Topic: Massachusetts Developments

Massachusetts Appeals Court Holds Upholds Summary Judgment on Behalf of Insurer Based on a Prior Acts Exclusion and Inaccurate Statements in the Policy Application

The Appeals Court of Massachusetts recently issued a coverage decision captioned Hurley v. Comproni, et al., 85 Mass. App. Ct. 1101, 3 N.E.3d 615 (Mass. App. Ct. 2014) (unpublished) (available here). The decision stemmed from an insured lawyer’s repeated failure to complete service in an underlying personal injury action, resulting in that action being time-barred. 

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Massachusetts Appeals Court Finds That Policyholder’s Misrepresentations Limit Coverage

The Massachusetts Appeals Court has upheld a lower-court judgment severely limiting the amount of coverage available to a motor vehicle policyholder, writing that the policyholder’s failure to control who operated the car constituted a misrepresentation that invalidated coverage even in the absence of an intent to deceive. 

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Massachusetts Legislative Committee Considers Reinsurance Credit Requirements

The Massachusetts Legislature’s Joint Committee on Financial Services is due to report next week on HB 881, An Act Relative to Reinsurance Requirements. Sponsored by Representative Michael Costello of Newburyport, the bill closely tracks the NAIC’s Revised Credit for Reinsurance Model Law, which has already been adopted in eighteen states, including New York, Connecticut, Rhode Island, and New Hampshire.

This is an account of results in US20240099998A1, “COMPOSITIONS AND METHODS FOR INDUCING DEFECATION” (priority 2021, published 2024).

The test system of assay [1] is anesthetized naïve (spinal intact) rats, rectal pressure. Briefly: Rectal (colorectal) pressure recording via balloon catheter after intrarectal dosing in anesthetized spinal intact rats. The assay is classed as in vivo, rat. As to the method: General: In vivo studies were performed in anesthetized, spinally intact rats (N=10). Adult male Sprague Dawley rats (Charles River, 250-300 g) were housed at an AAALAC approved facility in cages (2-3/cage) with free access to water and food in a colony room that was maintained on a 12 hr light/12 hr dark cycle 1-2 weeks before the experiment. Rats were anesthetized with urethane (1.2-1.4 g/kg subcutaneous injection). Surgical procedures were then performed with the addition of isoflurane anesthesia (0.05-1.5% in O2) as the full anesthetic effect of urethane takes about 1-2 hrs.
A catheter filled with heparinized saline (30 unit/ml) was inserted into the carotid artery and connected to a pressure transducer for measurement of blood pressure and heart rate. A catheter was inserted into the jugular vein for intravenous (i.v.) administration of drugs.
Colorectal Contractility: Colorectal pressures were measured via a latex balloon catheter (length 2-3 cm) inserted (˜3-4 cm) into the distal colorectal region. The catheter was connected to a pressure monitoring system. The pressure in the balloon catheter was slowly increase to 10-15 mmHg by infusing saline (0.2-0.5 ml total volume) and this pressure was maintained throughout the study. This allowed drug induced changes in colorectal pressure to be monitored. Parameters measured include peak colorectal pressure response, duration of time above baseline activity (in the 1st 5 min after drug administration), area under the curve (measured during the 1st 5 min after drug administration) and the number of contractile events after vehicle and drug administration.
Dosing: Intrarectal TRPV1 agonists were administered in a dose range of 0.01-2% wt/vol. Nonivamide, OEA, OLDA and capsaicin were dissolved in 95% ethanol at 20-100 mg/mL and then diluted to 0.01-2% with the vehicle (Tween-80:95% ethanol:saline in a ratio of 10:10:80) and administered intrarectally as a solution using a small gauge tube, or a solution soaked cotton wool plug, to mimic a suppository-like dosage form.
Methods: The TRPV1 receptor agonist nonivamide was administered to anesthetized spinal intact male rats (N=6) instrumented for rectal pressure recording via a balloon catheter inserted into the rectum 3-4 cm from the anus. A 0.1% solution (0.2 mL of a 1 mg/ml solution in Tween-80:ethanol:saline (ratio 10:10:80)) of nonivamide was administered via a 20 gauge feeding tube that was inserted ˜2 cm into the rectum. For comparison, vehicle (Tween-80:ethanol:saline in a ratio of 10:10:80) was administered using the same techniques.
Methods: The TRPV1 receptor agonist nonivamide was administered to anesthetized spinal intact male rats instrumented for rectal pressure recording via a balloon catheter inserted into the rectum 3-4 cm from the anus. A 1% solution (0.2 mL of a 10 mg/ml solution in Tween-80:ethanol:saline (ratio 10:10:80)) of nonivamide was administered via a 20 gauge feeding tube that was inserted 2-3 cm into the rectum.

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New York Federal Court, Applying Massachusetts Law, Holds that Defense Costs Should be Allocated by the Joint and Several Method Rather than the Pro Rata Method

The Southern District of New York has issued an interesting opinion for allocation disputes decided under Massachusetts law. The case, which concerns long-tail environmental damage, is The Narragansett Electric Co. v. American Home Assurance Co., No. 11-8299 (S.D.N.Y., Feb. 18, 2014). A copy of the opinion is available here

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Massachusetts Federal Court Dismisses Suit Seeking to Hold Carrier Liable for Cost of Bond After Exhaustion of Policy Limit

A Massachusetts federal court dismissed a coverage lawsuit against a liquor liability insurer, holding that the “supplementary payments” clause in its policy did not require the carrier to furnish a bond to discharge an attachment against the insured’s liquor license. The court agreed that, because the carrier had already paid out its entire limit of liability, it had no obligation to pay either pre-judgment interest or the cost of the bond. 

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